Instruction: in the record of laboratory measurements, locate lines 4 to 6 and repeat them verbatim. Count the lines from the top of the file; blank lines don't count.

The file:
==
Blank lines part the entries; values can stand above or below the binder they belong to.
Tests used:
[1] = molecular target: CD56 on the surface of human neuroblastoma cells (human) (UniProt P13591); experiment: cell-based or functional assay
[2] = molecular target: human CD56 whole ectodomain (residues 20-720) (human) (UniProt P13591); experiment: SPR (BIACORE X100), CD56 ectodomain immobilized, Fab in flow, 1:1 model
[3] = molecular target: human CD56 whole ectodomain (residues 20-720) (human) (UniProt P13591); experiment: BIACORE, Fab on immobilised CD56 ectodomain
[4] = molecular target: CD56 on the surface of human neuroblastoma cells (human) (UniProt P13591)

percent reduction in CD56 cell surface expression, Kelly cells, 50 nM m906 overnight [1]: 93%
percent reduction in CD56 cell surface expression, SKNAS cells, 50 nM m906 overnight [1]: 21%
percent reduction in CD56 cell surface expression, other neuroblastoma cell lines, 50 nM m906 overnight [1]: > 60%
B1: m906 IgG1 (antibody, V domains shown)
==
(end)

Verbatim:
[2] = molecular target: human CD56 whole ectodomain (residues 20-720) (human) (UniProt P13591); experiment: SPR (BIACORE X100), CD56 ectodomain immobilized, Fab in flow, 1:1 model
[3] = molecular target: human CD56 whole ectodomain (residues 20-720) (human) (UniProt P13591); experiment: BIACORE, Fab on immobilised CD56 ectodomain
[4] = molecular target: CD56 on the surface of human neuroblastoma cells (human) (UniProt P13591)